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SXSW: Stephanie Beatriz and Director Jessica M. Thompson Discuss ‘The Light of the Moon’


“You just don’t murder people. That’s just something you don’t do.”

That was Stephanie Beatriz in an interview with CutPrintFilm following the incredibly affecting premiere of her new movie at the SXSW Conference, The Light of the Moon. There’s a social expectation that you don’t go around killing people. If you do, there’s an expected price to pay. Rape, on the other hand, is shrugged off and often left to victim blaming.

“You don’t murder people, you don’t rape people. We’re not living in a world where that’s the truth,” Beatriz said to punctuate her point.

Director Jessica M. Thompson noted that one in five women in the United States alone will be raped in their lifetime, including two of her friends. This spawned the idea behind this film, which follows a survivor, Bonnie (Beatriz) and how her relationships with others, and most importantly with herself, are affected.

“It’s not a particularly flashy, sexy story,” Beatriz said. “But it’s so human and it’s so specific. I’m always interested in stories that are super specific but then become hugely human. They become all encompassing.”

That’s what attracted Beatriz to the project, seeing its Linklater-like style after Thompson first handed her the script. It was difficult selling some people on Beatriz in the leading role, since her most prominent role to date was in four seasons of Brooklyn Nine-Nine, where she plays the hilariously stone cold Rosa Diaz. Yet Thompson was sold on Beatriz because of this, not in spite of it.

“She’s a strong, assertive, funny woman. And from seeing her on Brooklyn Nine-Nine, I saw that she had that,” Thompson reflected. “I had a feeling before I saw her reel that she had range and had this dramatic side.”

Not only was Thompson certain Beatriz had a dramatic side, a theory confirmed by Beatriz’s background performing Shakespeare and working other dialogue-heavy theater, but Beatriz is also a “fabulous Latina lady.” Thompson said she feels there aren’t enough roles for women of color, and creating this role for someone in need of a first true leading performance made Beatriz a perfect match — one that’s capable of the real tears this role requires. That was something Beatriz proved in her first screen credit in an episode of The Closer.

But despite the real tears Beatriz sheds throughout the film, she said she was always aware that none of the story was actually happening to her. She’s only giving life to Bonnie, not experiencing the real emotional and physical pain caused by her assault.

“I hope that I’m able to channel something that seems real. I hope that I’m able to access some deep pain that other women and men have gone through,” Beatriz said about the difficulty of shooting the rape scene that happens in the first 15 minutes of the film. “I have a very vivid imagination and it’s been that way since I was a kid. But it’s nothing compared to the pain of really going there.”

While the rape scene wasn’t particularly difficult for Beatriz to film — she and Thompson actually had to keep the set’s mood high going into it with some levity — it was a painful experience for her acting partner and fictional attacker. It was something he would never do in real life, but with the help of a fight consultant to choreograph it like both a fight and a dance scene, the process was made as intimate as possible and kept Beatriz completely safe at all times.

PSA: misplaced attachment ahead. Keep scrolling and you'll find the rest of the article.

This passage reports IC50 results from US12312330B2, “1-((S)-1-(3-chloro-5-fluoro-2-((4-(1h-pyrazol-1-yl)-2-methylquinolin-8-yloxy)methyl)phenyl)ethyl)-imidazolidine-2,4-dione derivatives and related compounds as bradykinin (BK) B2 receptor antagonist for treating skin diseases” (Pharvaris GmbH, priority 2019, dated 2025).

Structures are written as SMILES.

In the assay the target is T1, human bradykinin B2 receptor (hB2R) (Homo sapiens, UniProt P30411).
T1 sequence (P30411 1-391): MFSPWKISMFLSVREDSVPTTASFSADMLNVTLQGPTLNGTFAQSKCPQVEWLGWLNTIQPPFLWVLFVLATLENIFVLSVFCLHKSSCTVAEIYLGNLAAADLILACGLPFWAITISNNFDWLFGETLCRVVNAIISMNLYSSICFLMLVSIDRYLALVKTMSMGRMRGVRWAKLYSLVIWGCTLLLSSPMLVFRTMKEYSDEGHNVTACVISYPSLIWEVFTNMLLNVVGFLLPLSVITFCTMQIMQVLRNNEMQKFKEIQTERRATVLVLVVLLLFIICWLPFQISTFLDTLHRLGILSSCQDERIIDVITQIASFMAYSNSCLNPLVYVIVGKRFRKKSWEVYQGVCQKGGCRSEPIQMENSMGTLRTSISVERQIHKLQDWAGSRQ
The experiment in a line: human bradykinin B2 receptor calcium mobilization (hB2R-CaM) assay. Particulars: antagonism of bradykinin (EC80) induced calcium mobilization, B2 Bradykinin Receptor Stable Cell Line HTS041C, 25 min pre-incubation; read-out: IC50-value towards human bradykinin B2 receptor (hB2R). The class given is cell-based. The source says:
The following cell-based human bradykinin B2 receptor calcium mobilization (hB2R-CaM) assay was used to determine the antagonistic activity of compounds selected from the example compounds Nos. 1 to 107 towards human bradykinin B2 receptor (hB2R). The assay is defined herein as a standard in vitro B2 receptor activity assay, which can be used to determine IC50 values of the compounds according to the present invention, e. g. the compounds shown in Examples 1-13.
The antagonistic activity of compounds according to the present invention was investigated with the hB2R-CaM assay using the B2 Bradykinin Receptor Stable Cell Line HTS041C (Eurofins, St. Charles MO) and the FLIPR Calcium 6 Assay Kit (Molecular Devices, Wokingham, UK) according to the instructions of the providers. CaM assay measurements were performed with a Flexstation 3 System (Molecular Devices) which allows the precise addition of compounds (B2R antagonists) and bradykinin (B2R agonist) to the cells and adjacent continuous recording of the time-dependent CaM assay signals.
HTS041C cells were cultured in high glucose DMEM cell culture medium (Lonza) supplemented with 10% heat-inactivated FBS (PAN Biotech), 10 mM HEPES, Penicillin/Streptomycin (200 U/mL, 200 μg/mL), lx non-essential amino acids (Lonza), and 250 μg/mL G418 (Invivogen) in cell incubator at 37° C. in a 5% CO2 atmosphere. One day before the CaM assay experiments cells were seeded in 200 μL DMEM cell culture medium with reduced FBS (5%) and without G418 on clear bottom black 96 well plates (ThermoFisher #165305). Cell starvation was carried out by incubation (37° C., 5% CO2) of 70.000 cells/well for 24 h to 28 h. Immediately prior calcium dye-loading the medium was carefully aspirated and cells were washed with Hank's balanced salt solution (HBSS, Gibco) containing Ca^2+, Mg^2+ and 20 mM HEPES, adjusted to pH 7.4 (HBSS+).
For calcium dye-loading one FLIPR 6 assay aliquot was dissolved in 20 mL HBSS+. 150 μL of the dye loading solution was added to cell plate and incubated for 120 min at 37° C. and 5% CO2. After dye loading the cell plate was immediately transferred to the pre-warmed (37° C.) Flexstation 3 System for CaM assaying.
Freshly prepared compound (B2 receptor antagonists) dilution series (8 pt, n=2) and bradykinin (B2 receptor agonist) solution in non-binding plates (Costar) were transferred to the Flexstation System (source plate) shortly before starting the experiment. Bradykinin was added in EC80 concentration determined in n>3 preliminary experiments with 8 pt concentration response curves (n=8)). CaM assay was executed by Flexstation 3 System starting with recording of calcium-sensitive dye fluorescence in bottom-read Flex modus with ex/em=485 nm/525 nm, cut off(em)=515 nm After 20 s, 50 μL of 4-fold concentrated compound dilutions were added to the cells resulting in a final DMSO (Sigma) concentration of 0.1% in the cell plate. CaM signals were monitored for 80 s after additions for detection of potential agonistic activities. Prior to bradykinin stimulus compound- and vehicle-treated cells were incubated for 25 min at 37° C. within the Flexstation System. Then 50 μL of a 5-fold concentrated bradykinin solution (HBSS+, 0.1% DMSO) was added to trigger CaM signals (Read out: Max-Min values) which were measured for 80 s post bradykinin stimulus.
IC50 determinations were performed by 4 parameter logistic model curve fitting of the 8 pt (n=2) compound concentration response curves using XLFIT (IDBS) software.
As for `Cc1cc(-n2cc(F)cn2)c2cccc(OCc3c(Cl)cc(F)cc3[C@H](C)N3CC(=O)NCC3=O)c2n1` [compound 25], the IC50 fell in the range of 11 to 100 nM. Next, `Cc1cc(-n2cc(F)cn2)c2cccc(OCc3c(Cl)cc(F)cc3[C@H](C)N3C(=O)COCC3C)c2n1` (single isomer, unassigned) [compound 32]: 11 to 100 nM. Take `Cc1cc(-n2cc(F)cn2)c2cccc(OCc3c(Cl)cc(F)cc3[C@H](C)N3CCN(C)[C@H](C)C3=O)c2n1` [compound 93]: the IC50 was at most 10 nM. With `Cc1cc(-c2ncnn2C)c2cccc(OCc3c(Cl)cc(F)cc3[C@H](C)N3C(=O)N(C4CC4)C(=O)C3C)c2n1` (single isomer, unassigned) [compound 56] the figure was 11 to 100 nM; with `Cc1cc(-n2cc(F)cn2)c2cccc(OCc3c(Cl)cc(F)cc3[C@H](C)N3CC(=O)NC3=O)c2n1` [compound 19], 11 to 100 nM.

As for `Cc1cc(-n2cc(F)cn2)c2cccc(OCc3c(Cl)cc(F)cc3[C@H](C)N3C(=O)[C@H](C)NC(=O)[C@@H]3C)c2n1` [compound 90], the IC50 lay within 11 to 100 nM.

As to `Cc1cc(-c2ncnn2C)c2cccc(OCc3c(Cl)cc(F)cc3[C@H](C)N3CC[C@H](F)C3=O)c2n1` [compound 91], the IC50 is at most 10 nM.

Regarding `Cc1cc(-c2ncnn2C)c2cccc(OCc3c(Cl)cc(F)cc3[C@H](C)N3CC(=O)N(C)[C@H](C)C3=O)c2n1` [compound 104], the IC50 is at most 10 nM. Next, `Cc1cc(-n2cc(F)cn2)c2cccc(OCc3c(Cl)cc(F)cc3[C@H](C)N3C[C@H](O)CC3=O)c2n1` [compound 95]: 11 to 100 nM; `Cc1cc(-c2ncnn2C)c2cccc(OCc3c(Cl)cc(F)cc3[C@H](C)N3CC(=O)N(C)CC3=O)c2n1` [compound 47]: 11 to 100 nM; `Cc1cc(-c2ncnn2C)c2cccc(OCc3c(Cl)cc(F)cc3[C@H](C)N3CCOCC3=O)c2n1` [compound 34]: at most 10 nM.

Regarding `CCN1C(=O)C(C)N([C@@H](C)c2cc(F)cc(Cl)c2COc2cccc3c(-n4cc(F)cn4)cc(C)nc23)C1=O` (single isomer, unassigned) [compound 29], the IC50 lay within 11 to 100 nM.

“You slide into the pretend and the world becomes what it is in that moment,” Beatriz recounted. “Your brain almost splits into two pieces. You’re aware Jess is over there with a camera. You’re aware all of this is fake, yet you’re letting your soul go as real as it can. That’s what the camera catches the best. When you really pretend, I think that’s where the good stuff comes out.”

The emotional roller-coaster for Bonnie that follows as her longtime relationship with Matt (played by Michael Stahl-David of Cloverfield fame) spirals in and out of control were some of the more painful moments.

Beatriz said she remembers first getting to know Stahl-David, going out in New York and taking pictures to hang up around the set. When she was watching the premiere, she said she saw one of the photos from that night and her vivid imagination went back and drew up how that memory was created, ultimately what relationships boil down to, “All you have is a picture left.”

It was creating backstories like that which made the last fight scene with Bonnie and Matt the most difficult scene to shoot. With her experience in theater, it wasn’t the uncut scenes that emulated how Jesse and Céline would have talked following the same experience in Before Sunset, that were the hardest for Beatriz. Instead, the most painful scene was the final fight with Matt, because of how hard it is to break up with someone you care about.

Not everyone has gone through a traumatic experience like Bonnie, but people can at least draw from their own experience in difficult relationships.

“The meat of the film is her relationships with the people in life and her relationship with herself,” Beatriz said. “Ultimately, that’s the biggest thing that happens to a rape survivor, dealing with themselves after the fact, loving themselves after.”

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Junior journalism and film student at Baylor University. Formerly rambled at Rope of Silicon, currently a part-time sports wordsmith and full-time cinephile. I sometimes say funny things. ...This was not one of those times